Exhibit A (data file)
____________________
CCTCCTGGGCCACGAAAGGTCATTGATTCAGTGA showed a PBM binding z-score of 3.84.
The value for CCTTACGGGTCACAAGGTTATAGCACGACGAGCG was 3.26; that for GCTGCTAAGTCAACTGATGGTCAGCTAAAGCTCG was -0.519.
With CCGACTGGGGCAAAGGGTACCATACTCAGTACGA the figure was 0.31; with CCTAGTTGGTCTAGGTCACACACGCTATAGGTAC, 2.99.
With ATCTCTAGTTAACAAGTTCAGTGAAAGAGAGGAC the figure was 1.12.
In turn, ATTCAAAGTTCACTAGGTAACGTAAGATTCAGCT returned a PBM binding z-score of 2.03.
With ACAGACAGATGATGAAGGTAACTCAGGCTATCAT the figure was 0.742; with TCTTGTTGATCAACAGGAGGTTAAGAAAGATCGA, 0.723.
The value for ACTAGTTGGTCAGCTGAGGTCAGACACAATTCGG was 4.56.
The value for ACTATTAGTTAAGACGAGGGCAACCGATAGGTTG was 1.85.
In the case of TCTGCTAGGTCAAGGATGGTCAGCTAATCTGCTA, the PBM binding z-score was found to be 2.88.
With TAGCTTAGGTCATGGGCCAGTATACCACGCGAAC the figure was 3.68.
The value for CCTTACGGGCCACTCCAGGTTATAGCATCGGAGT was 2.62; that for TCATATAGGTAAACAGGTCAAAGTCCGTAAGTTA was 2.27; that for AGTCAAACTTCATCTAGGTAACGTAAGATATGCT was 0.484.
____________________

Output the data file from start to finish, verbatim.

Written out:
CCTCCTGGGCCACGAAAGGTCATTGATTCAGTGA showed a PBM binding z-score of 3.84.
The value for CCTTACGGGTCACAAGGTTATAGCACGACGAGCG was 3.26; that for GCTGCTAAGTCAACTGATGGTCAGCTAAAGCTCG was -0.519.
With CCGACTGGGGCAAAGGGTACCATACTCAGTACGA the figure was 0.31; with CCTAGTTGGTCTAGGTCACACACGCTATAGGTAC, 2.99.
With ATCTCTAGTTAACAAGTTCAGTGAAAGAGAGGAC the figure was 1.12.
In turn, ATTCAAAGTTCACTAGGTAACGTAAGATTCAGCT returned a PBM binding z-score of 2.03.
With ACAGACAGATGATGAAGGTAACTCAGGCTATCAT the figure was 0.742; with TCTTGTTGATCAACAGGAGGTTAAGAAAGATCGA, 0.723.
The value for ACTAGTTGGTCAGCTGAGGTCAGACACAATTCGG was 4.56.
The value for ACTATTAGTTAAGACGAGGGCAACCGATAGGTTG was 1.85.
In the case of TCTGCTAGGTCAAGGATGGTCAGCTAATCTGCTA, the PBM binding z-score was found to be 2.88.
With TAGCTTAGGTCATGGGCCAGTATACCACGCGAAC the figure was 3.68.
The value for CCTTACGGGCCACTCCAGGTTATAGCATCGGAGT was 2.62; that for TCATATAGGTAAACAGGTCAAAGTCCGTAAGTTA was 2.27; that for AGTCAAACTTCATCTAGGTAACGTAAGATATGCT was 0.484.